As a company representing yourself on social media, you’ll have to pick the right people to manage your profiles. You have to decide whether you want to utilize both social customer service and community management, though. How do you decide if you need only one of them or both? Are they the same thing, two totally unrelated things, or what?
Let’s see what these two have in common and whether you need both of them to run your company’s profile!
Similarities between social customer service and community management
One of the issues when trying to make the choice is that the definitions don’t always seem so distinct. A lot of the time, social customer service and community management overlap so much that they sound just about the same.
We’ll start by showing you how their roles overlap. 😉
Both CS specialists and community managers need to make sure that users have a positive interaction with the brand and other users on their profile or in the group. They both need to make sure that:
- people follow the community guidelines,
- users get answers to their questions or issues,
- everyone feels safe in the space,
- and that everyone will gain value from following or being part of the company’s community.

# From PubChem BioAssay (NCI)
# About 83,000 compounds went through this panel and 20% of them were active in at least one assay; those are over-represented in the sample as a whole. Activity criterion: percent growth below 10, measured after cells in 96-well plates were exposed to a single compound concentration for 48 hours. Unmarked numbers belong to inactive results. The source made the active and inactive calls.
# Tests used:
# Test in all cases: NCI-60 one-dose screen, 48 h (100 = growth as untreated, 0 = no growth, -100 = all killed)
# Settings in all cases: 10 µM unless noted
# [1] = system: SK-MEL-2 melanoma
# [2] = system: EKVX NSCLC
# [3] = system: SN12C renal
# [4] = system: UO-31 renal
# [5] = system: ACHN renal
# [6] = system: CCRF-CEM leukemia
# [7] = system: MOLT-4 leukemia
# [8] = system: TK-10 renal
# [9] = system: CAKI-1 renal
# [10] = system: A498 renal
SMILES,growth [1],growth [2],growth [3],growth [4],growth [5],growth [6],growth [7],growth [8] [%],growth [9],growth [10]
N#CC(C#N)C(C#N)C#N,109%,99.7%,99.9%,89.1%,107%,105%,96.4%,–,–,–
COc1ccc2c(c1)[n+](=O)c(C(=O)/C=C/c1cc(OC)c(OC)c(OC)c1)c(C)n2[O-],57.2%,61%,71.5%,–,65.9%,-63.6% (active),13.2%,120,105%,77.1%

The second point can be confusing, since they sound like the same thing. However, there’s a difference between answering more general questions about the product or service and a problem that is highly specific. The rest of this overlap is pretty easy to understand, though.
Sometimes you can have people who have both roles, though! A smaller company might not have the budget to pay for both, or the company might not get much interaction on its profile. How you go about picking one totally depends on your needs and budget!
Differences between social customer service and community management
Now we’re going to focus on what makes each of these unique. 😉
Basically, community managers need to make sure that there’s a positive and safe environment for the users to share their opinions, talk, and ask questions. Community managers also have to come up with content to keep users interested in their company and community.
If you’re running a Facebook Page, there’s a way to make the distinction easier. A CS specialist only really needs to have the “moderator” role for the Page. On the other hand, a full-time community manager might need to be an “editor”. The difference is pretty much that a moderator can answer comments, messages, and delete/hide comments, but they can’t create or delete posts on a Page. You can learn more about Facebook Page Roles here if you’re interested.